By Kent E. St. John
Dining with a few thousand people isn’t an everyday event; it is however possible every night at the Place Jemaa el-Fna in Marrakech, Morocco. The smells of grilling meats mingle with that of exotic spices; more interesting is the mix of cultures colliding. King Hassan II explained Morocco as a tree whose roots lie in Africa but whose leaves breathe in European air.
The floor shows in the Fna are a jumble of snake charmers, storytellers and acrobats. If you’re in need of a spare tooth or care to rid yourself of one giving you trouble, head for the man in a blue cap; the doctor is in. His office is a table set up amidst throngs of revelers.
It’s no wonder that Marrakech has drawn eccentric writers, rock stars, movie stars and travelers for years. I had no doubt that when I exited my flight on Royal Air Maroc, a few steps behind Laurence Fishburne in Casablanca, that he was headed to Marrakech.
Sitting at a table in a sleek restaurant called Compoir a few nights later sat Susan Sarandon, looking gorgeous. I happened to be visiting while the Marrakech Film Festival was under way.
What is more amazing was the day spent shopping ancient souks and living in the past, a time when bargaining for goods was a way of life.
Wizened faces etched with worry dressed in the hooded jellaba sharing equal billing with movie stars could only make sense in this city beneath the snow-capped Atlas Mountains. I was almost convinced that a Berber rug I bargained for might just be able to fly; almost anything can happen in Marrakech.
Call to Prayers Answered
Below my balcony at the Les Jardin de la Koutoubia the sun reflected from the pool onto ochre colored walls, the fireplace at the pool’s end glowing from huge logs, the mosaic’s design matching the mix of Marrakech.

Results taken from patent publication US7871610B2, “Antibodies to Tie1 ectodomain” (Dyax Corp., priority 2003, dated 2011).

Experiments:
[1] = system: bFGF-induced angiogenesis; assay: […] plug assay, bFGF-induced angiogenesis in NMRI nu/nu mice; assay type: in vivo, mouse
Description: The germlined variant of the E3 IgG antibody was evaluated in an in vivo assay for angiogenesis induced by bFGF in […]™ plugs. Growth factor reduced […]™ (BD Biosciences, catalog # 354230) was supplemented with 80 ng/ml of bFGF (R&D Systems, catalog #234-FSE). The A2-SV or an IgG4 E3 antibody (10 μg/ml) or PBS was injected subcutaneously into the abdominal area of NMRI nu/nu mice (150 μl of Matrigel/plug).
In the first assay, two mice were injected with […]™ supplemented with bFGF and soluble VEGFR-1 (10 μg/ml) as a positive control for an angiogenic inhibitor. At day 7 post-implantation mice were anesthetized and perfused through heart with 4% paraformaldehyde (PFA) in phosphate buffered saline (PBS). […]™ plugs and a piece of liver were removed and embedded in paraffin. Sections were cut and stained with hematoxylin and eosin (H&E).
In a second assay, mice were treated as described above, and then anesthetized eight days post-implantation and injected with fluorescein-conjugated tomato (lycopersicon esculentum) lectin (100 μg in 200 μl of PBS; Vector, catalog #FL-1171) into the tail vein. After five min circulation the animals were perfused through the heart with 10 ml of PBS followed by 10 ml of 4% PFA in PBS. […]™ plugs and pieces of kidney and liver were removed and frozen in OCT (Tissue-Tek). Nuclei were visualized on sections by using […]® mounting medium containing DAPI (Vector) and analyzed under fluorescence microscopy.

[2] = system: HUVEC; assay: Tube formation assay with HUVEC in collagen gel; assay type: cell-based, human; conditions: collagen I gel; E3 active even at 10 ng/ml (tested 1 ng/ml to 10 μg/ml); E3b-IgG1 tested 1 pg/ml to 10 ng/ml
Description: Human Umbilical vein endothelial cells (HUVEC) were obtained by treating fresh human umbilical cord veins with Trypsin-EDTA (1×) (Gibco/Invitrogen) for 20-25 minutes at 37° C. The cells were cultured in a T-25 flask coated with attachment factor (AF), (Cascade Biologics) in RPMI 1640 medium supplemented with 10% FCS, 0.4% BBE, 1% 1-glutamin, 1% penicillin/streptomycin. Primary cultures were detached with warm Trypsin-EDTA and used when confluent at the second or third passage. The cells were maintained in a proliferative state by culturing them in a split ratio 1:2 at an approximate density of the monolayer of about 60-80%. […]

The fourth of the five calls to prayers ring from the nearby Koutoubia Mosque lending the courtyard an authentic feel; true beauty in this Muslim city is often found within.
A souk (market) in Marrakech.
The hotel stands on the 13th-century Riad Ouarzazi. Sensibilities and custom dictated that the outer aesthetic look be plain, inside structures is where all is displayed, much like South America.
In Marrakech and the rest of Morocco the ability to stay in Riads is a huge draw at just about every level of style and luxury; these hidden stays offer amazing accommodations. A courtyard with open roof is central to the concept, as is the hospitality that is oh so important in Moroccan culture. Behind many doors in the Medina or old city are untold treasures in unique lodgings.
At some point you are likely to lose yourself in the Medina and frankly it is not a cause for concern but a guarantee that your are truly exploring a fascinating place. One thing is for sure, your shopping options will reach the skies. Souk it all up.
My Souk or Yours
Shop till you drop most likely has an Arabic and Berber translation, that’s what souks are all about and have been for centuries. The name is derived from the Arabic word suq, meaning market, or suqa in Aramaic meaning street. Today a combination fits — streets with markets.
A Street Dentist.
Old custom dictates that individual souks specialize in goods such as leather, wool, metal works or fruits and meats. For the traveler the Kissarias is a good choice; it offers a combination of crafts and goods in a mixed fashion. Row after row of small stands under lig